Niki Lauda and James Hunt shared a rivalry that quickly developed into one of motorsport’s great narratives, energising Formula One during the 1970s. Rush, a soon to be released film directed by Ron Howard, masterfully documents that particular moment in motor racing
Estimated reading time: 10 minutes
I love doing projects that take people on a journey that’s fresh and interesting. But I’m the happiest when that journey is in the service of really understanding compelling characters. This is one of those combinations.’ Ron Howard pauses just long enough to spear another piece of chicken. He has 20 minutes for lunch, and has graciously allowed us to interrupt it. The director of 35 films, with a producer’s credit on a whopping 66, not to mention countless acting roles all the way back to an infant debut in 1956, what Howard doesn’t know about filmmaking could fit comfortably on the world’s smallest stamp. But that doesn’t stop each new project from assuming the characteristics of a medium-sized military campaign. Today we join him on set in Surrey, not far from London, mid-way through principal photography on Rush, his latest venture, and one which, in a post-Senna cinematic world, looks set to add another quality entry to a sadly undernourished movie canon: that of the decent motor racing film. That said, this isn’t a motorsport movie per se.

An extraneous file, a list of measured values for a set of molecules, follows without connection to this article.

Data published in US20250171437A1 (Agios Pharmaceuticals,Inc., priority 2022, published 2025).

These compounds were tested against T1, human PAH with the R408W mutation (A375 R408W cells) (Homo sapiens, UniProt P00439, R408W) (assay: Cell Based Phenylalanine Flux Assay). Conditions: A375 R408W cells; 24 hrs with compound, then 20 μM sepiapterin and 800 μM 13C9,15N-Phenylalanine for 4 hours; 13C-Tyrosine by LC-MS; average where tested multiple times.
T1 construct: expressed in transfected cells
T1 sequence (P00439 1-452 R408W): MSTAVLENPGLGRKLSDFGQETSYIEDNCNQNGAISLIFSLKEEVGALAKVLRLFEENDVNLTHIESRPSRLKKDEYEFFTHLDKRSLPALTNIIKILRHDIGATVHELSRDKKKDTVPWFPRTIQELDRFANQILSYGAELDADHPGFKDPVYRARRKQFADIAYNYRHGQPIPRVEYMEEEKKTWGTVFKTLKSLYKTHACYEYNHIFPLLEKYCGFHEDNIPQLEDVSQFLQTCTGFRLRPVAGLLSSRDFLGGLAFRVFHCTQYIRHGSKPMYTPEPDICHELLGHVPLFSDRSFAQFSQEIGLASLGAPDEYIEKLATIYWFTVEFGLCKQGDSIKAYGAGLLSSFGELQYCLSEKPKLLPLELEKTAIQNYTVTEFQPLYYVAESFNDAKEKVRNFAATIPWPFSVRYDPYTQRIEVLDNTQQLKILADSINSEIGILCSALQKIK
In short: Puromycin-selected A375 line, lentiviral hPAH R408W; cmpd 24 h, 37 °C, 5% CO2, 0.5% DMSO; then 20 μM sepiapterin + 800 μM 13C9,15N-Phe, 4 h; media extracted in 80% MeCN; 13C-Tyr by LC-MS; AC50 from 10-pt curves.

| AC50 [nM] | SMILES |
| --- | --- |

No, what drives Rush is the same stuff that generally propels the most compelling stories, cinematic or otherwise: heroic people, their triumphs, travails and tragedies, the battles won and lost, with their redemption, or perhaps lack of it, as the pay-off. This being the tale of former Ferrari driver and triple Formula One World Champion Niki Lauda and the mercurial 1976 F1 World Champion James Hunt, we’re talking about a narrative arc with more jagged peaks and troughs than most. Not to mention an irresistible sense of two great co-defined sportsmen. ‘It’s about the rivalry. These are different kinds of men, who express themselves in different ways,’ Howard says. ‘One of the things that is interesting to me is what they are willing to articulate and express. I hope to carry that over into the racing, so that the racing becomes an extension of them and what they are prepared to let you see of them. Slowly but surely, you feel you have a deep sense of who they are, and an emotional investment in who they are. As real people, not just icons.’ Lauda and Hunt lit up the 1970s grand prix stage like two beacons, but they gatecrashed this brutal gladiatorial arena in very different ways. Hunt was a man of dark, unknowable layers and often wanton appetites, a handsome, athletic public schoolboy who revelled in antagonising the establishment (this would become a life-long mission), and a chronic womaniser. Aged just 17, he announced to his long-suffering parents, completely out of the blue, that ‘all your anxieties about my fecklessness are over. I am going to be a racing driver. And I shall be World Champion.’ After a stint with the equally devil-may-care Hesketh team, he stepped into the breach for McLaren (its lead driver Emerson Fittipaldi had joined his brother’s ill-fated squad) in 1976, silencing his critics while still partying hard and establishing an F1 driver template the sport misses to this day. And he was true to his word…